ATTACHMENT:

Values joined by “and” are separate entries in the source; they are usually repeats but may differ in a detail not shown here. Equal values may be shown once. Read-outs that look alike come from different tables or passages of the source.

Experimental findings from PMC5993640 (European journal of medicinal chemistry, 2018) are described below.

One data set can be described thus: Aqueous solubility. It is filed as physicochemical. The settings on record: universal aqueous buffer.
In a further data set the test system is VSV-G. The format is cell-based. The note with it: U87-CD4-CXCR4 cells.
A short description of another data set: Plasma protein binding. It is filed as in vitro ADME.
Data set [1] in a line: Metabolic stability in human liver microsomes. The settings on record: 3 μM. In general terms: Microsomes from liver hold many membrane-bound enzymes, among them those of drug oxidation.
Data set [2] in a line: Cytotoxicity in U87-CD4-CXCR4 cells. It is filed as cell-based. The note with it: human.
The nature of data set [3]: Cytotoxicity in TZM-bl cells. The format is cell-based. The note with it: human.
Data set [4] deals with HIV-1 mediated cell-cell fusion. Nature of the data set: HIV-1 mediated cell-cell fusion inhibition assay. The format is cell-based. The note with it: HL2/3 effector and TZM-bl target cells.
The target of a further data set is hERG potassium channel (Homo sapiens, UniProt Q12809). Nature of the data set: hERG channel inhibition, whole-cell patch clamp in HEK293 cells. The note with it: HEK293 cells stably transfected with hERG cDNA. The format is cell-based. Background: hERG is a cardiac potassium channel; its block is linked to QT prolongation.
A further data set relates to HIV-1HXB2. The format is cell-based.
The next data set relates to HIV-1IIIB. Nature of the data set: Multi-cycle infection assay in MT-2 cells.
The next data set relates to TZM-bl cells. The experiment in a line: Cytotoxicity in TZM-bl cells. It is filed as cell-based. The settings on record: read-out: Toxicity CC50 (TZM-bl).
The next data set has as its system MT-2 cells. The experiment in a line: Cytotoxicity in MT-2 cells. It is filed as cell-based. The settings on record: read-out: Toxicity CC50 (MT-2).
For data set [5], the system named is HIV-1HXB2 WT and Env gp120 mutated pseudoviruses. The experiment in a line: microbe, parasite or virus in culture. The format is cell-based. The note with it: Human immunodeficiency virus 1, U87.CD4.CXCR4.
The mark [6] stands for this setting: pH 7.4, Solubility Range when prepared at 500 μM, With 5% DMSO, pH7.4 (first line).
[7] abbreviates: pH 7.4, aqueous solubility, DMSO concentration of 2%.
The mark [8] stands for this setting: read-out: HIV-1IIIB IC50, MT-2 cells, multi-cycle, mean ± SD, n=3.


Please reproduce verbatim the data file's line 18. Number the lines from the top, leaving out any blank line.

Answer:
The mark [8] stands for this setting: read-out: HIV-1IIIB IC50, MT-2 cells, multi-cycle, mean ± SD, n=3.